Named for the emperor Caracalla, the baths were completed in a.d. 217, after Caracalla’s death. The richness of decoration has faded, and the lushness can be judged only from the shell of brick ruins that remain. In their heyday, they sprawled across 11 hectares (27 acres) and could handle 1,600 bathers at one time. Partially opened to the public in 2012, the tunnels below the complex give an idea of the scale of the hydraulic and heating systems that must have been needed to serve 8,000 or so Romans per day.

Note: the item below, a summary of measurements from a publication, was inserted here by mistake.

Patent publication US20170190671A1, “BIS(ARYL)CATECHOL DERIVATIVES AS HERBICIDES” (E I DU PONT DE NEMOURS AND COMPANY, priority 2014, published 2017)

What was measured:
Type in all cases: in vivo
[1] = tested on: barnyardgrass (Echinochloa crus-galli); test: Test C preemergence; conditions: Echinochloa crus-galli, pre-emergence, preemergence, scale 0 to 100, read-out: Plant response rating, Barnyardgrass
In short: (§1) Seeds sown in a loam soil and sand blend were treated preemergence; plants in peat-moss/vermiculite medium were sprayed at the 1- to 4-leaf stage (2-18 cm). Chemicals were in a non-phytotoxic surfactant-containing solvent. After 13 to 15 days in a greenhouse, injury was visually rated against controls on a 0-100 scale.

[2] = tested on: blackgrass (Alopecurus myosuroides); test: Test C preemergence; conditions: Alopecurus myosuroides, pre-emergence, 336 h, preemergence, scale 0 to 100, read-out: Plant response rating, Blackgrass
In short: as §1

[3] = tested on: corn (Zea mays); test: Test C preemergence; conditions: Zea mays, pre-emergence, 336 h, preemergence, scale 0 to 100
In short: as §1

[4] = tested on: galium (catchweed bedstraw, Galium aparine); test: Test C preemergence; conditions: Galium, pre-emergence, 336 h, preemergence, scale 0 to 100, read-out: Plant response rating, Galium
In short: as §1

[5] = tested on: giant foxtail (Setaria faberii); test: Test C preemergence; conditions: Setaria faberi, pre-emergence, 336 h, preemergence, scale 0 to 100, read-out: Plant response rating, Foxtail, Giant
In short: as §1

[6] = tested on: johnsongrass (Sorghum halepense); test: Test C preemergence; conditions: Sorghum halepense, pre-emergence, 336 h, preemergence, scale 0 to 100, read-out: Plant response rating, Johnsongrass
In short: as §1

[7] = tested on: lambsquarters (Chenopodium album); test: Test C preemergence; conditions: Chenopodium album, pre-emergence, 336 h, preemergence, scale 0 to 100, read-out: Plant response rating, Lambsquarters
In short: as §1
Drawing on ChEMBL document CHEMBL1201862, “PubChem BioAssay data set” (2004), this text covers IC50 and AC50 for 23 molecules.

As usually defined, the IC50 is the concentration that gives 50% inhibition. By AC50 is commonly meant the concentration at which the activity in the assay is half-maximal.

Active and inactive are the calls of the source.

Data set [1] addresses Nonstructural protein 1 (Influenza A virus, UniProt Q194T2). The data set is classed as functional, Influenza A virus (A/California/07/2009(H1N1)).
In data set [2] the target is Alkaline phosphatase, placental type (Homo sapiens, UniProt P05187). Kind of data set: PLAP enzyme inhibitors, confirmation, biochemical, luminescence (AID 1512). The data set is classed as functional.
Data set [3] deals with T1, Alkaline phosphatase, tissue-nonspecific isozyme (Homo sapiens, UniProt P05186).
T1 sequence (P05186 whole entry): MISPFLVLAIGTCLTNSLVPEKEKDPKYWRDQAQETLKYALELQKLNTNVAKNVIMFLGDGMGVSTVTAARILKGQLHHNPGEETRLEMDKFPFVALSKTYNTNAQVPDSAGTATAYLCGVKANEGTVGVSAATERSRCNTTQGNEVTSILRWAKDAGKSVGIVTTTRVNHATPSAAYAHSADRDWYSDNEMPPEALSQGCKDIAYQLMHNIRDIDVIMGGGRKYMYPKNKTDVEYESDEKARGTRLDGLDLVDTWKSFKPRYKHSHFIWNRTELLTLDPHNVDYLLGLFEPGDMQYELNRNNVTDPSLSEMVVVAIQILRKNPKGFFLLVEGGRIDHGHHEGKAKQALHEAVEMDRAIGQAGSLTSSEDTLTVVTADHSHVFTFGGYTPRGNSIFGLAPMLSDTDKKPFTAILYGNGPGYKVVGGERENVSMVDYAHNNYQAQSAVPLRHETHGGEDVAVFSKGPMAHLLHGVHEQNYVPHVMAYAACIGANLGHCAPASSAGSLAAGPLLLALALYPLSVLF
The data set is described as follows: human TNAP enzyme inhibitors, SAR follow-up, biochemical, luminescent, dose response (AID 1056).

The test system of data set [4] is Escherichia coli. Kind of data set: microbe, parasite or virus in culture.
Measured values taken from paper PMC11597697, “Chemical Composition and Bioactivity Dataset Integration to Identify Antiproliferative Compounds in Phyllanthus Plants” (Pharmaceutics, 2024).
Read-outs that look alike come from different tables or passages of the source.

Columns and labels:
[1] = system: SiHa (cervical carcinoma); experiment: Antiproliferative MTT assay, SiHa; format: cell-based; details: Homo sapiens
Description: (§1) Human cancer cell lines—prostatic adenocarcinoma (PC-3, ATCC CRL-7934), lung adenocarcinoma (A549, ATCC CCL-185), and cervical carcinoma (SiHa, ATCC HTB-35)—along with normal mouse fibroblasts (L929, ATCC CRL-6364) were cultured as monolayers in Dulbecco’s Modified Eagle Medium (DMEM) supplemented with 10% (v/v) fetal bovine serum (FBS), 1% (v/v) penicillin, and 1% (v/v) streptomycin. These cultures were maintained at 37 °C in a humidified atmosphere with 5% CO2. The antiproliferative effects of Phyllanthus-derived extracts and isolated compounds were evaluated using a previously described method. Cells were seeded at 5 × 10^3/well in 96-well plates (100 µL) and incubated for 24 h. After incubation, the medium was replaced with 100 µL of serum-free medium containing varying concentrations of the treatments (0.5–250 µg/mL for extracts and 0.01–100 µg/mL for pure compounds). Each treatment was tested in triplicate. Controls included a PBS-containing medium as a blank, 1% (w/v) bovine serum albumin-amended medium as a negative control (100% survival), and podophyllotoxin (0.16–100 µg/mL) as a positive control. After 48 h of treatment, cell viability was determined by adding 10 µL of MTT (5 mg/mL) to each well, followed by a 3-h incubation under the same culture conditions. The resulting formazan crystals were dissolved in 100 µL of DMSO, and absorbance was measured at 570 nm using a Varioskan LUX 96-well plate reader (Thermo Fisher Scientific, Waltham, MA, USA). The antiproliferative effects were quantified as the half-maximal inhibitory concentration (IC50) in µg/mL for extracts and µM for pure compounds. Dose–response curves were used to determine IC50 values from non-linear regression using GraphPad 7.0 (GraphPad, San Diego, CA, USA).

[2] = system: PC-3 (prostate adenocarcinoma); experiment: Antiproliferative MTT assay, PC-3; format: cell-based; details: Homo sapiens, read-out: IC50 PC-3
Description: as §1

The palestra (gym) is one setting for summertime outdoor operatic performances in Rome.